Lump Hamilton, Butler, Clermont, Warren and Brown counties together and you'd still be about 50 square miles shy of the iceberg that's about to break off of Antarctica.
Measuring about 2,300 square miles, Larsen C will be among the largest icebergs ever recorded, CNN reports.
Scientists have been tracking a growing rift in the Larsen Ice Sheet since 2014. In early June, the rift was 8 miles from reaching the edge and splitting Larsen C off from the rest of the sheet. The giant, soon-to-be iceberg is now clinging onto the Antarctic mainland by just 3 miles of ice, according to the European Space Agency.
"We are not sure what will happen," Anna Hogg, with the University of Leeds, told the European Space Agency. "It could, in fact, even calve in pieces or break up shortly after. Whole or in pieces, ocean currents could drag it north, even as far as the Falkland Islands. If so it could pose a hazard for ships in Drake Passage.”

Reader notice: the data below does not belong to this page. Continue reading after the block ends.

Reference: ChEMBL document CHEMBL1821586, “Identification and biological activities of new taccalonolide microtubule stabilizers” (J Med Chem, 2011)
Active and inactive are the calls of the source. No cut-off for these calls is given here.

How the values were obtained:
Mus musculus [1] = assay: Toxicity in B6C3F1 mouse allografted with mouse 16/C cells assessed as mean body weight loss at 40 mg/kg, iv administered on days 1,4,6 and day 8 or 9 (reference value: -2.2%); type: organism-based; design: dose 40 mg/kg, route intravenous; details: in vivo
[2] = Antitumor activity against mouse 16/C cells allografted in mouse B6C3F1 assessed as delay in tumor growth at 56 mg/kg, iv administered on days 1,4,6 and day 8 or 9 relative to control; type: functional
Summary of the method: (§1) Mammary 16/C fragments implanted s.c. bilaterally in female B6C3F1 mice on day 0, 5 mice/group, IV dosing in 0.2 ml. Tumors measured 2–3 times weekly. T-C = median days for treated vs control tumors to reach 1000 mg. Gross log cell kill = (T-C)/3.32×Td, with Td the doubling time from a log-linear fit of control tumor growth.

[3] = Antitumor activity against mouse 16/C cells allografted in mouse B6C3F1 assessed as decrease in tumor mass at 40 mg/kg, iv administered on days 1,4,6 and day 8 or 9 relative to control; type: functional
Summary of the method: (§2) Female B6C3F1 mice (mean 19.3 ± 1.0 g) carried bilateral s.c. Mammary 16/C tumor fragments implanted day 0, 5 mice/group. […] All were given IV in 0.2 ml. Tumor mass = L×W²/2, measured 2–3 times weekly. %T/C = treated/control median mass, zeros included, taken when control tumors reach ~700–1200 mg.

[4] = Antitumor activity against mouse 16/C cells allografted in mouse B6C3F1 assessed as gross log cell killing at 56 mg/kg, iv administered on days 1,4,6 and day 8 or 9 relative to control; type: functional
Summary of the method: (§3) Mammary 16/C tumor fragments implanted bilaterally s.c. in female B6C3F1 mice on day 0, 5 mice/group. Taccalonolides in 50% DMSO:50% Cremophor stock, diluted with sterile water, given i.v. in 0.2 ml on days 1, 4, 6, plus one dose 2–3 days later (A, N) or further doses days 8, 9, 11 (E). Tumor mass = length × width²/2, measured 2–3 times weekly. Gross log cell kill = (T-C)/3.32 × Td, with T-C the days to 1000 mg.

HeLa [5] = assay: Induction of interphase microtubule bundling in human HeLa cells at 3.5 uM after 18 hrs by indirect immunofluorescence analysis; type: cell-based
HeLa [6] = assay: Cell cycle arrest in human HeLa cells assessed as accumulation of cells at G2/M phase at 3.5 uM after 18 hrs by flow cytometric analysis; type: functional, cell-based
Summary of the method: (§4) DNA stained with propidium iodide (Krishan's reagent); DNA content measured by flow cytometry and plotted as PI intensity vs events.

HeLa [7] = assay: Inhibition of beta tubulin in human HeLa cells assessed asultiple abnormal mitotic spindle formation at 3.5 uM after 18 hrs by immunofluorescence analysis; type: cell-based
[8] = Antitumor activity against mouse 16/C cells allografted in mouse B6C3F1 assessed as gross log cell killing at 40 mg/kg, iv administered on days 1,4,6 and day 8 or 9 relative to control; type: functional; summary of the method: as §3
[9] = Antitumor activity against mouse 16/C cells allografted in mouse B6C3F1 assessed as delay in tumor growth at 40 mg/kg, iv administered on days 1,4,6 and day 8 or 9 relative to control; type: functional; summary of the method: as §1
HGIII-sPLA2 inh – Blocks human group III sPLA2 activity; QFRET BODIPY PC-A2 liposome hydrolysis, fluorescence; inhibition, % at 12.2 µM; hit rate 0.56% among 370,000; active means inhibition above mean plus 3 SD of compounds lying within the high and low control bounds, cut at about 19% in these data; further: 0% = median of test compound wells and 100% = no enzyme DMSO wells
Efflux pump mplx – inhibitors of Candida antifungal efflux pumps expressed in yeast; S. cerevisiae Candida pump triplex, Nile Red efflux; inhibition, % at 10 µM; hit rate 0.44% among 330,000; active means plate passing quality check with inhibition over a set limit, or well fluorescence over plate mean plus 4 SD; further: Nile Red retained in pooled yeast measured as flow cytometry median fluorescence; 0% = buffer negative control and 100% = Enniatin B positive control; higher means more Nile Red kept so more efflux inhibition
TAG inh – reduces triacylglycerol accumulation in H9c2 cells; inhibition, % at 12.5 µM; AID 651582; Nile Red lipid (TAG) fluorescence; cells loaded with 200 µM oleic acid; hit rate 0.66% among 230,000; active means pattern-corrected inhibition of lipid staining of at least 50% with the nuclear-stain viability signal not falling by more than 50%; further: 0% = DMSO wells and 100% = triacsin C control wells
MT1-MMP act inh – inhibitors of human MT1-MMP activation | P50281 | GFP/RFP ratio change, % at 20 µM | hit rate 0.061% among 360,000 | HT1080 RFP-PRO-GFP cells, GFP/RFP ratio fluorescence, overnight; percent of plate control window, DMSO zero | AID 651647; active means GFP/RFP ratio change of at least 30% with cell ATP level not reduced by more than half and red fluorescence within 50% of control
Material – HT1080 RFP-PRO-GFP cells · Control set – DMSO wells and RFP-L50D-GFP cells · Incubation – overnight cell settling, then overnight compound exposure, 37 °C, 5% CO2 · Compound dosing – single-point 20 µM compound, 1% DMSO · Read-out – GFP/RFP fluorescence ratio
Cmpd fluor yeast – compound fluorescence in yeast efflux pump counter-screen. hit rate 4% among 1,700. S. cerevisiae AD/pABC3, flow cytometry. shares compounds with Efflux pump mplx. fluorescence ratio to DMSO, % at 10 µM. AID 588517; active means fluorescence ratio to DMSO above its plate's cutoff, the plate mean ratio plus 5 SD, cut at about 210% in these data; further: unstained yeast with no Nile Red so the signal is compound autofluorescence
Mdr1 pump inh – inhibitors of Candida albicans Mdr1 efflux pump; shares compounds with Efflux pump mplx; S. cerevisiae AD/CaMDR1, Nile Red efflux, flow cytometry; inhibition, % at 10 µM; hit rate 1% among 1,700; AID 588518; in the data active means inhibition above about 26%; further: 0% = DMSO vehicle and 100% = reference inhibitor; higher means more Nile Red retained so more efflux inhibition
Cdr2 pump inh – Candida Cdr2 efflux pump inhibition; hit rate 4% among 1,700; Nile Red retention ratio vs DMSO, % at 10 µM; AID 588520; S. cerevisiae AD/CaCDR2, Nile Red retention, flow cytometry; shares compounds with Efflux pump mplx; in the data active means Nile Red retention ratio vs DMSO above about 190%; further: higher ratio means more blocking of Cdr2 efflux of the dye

In the past 30 years, Larsen A and Larsen B already cleaved off the ice shelf, CNN reports. NASA said Larsen C’s split will fuel the vicious cycle as formerly shielded ice becomes more vulnerable to ocean water and rising temperatures.